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The basics of on-track data logging - evo Connectivity

In-car telemetry and data logging has long been a preserve of the aftermarket, but not any more

Advances in in-car infotainment have made our driving lives immeasurably easier over the last few decades.

We now have a greater choice of radio stations and internet streaming services. The car recognises our phone as we get in, enabling hands-free calling or playing our favourite music. Satnavs are more accurate than ever, directing us around traffic snarl-ups without any input. And if we really feel the need, we can complain about the glacially slow Honda Jazz in front of us directly to Twitter.

But what if we want in-car technology to serve a higher purpose – making us better, faster drivers, recording our trackday antics or our car’s performance? For taking accurate data for our track testing at evo, nothing other than a VBOX will do, but manufacturers such as McLaren now provide solutions more relevant to ownership, too. This is the modern face of in-car data logging.

VBox

'The most important item in a road tester’s toolkit is the data logger. We use a Racelogic VBOX Lap Timer, which in my experience is the company’s most reliable and intuitive product yet. It doesn’t have a straight-line-performance testing function, so we use a separate device for that, but for circuit activity it gives us an invaluable insight.

'With an antenna attached to the roof of the car, the Lap Timer tracks a pair of satellite constellations to record accurate data. During a track session the predictive lap-timing mode is enormously helpful, because you know corner by corner if your current lap is quicker or slower than the best lap in that session. If it shows a positive figure you know you can bail out of that particular lap to give the brakes a rest; if it shows a negative number you know to keep pushing on.

'Once we’re back in the office we upload the data from the memory card to a laptop and use Racelogic’s own software to deep-dive the results. You can get a pretty good impression from behind the wheel of where one car is quicker than another, but by interrogating the data we can make very detailed, objective comparisons.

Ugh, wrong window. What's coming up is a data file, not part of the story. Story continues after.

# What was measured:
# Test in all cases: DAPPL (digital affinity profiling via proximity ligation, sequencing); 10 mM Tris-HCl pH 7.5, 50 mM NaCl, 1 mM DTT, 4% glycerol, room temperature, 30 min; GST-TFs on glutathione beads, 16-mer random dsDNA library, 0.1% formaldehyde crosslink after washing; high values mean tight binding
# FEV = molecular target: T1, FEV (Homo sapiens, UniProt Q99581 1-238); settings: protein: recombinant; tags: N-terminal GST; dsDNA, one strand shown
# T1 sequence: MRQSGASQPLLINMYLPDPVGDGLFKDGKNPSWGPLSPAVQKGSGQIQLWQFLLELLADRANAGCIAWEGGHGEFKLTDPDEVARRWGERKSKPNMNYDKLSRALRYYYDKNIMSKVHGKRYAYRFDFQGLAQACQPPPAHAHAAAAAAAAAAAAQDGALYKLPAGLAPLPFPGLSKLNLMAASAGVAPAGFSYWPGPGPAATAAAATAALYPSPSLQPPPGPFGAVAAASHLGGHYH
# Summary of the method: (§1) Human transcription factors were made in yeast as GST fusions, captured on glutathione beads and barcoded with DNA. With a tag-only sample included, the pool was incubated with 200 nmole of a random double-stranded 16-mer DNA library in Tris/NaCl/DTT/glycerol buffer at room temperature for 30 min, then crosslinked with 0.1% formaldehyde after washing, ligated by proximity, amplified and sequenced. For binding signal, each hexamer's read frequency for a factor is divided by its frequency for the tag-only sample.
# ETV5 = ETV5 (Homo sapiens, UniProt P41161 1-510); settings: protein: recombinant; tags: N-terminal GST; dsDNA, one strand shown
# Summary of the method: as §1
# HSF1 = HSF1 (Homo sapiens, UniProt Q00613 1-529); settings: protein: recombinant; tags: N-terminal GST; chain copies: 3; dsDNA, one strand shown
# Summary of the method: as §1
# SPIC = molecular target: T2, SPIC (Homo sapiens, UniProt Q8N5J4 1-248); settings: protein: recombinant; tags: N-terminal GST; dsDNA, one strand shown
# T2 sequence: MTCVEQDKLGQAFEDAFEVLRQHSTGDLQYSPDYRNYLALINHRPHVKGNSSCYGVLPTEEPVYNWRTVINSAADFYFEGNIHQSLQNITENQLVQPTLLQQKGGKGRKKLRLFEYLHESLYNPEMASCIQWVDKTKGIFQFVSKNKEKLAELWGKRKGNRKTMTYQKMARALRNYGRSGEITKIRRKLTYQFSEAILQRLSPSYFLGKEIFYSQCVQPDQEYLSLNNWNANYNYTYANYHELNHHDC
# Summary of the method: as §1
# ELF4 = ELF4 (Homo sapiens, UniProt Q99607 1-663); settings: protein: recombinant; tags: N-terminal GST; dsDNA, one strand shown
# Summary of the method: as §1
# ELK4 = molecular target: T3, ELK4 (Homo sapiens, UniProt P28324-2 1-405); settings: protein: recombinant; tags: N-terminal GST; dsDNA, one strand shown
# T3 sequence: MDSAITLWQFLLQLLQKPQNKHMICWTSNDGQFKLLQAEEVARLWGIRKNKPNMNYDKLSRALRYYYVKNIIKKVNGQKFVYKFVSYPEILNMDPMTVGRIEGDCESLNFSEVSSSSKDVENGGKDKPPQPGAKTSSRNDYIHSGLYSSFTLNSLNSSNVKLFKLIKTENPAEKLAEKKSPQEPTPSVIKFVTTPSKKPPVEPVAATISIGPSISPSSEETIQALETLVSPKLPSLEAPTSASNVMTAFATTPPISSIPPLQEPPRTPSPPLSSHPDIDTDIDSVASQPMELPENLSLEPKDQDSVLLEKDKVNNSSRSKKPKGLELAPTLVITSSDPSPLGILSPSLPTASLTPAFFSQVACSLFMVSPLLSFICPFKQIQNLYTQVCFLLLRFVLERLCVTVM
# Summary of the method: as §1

'One particular test springs to mind. I could tell that the SEAT Leon Cupra Ultimate Sub8 had monstrously powerful brakes, but I hadn’t realised that they were actually enabling me to brake a full 40m later for a particular corner than in the Honda Civic Type R in evo 215. That’s exactly the sort of insight we rely on data loggers for.'

Dan Prosser

Mclaren Track Telemetry

McLaren didn’t introduce the concept of data logging to production cars, but it’s one of the first to provide such a comprehensive solution for owners of certain models it makes, such as the 570S or 675LT.

Mixing and matching several features previously available only on the aftermarket, the McLaren Track Telemetry (MTT) app is a custom application through the IRIS infotainment system that records telemetry data. Combined with an optional Video Data Logger (VDL) component, owners can view video footage overlaid with car data.

VDL uses a camera in each bumper to record front and rear images, while one mounted high in the cabin is perfectly placed to catch sloppy steering inputs and panicked corrections. Accompanying data is generated using GPS positioning and timing information, all collated through IRIS.

The MTT information can be viewed in-car via IRIS – allowing for immediate feedback after some tuition – while the VDL footage and accompanying speed, throttle and brake-position and gearshift data can be viewed later on a Windows PC.

Video evidence on YouTube suggests users won’t quite get beautifully high-definition, GoPro-style footage from their recordings, but if anything, this backs up the system’s uses as a training tool, rather than a toy to record heroic moments at your local trackday. As McLaren’s vehicle controls manager, Richard Felton, explains, ‘Customers enjoy driving on track and MTT enables them to analyse and improve their performance in very precise ways.’

There’s enough quality to spot where you’ve missed an apex or braked too early – driving errors easier to appreciate and digest with an instructor in the paddock, or even sitting at home on the sofa, than they are in the heat of the moment on track. According to Felton, owner feedback has been very positive, with genuine lap-time improvements.

The system is still in its early stages, but McLaren is already planning upgrades – including ways of sharing experiences. Expect to see a lot more McLaren onboard videos on the internet over the next few years…

Antony Ingram

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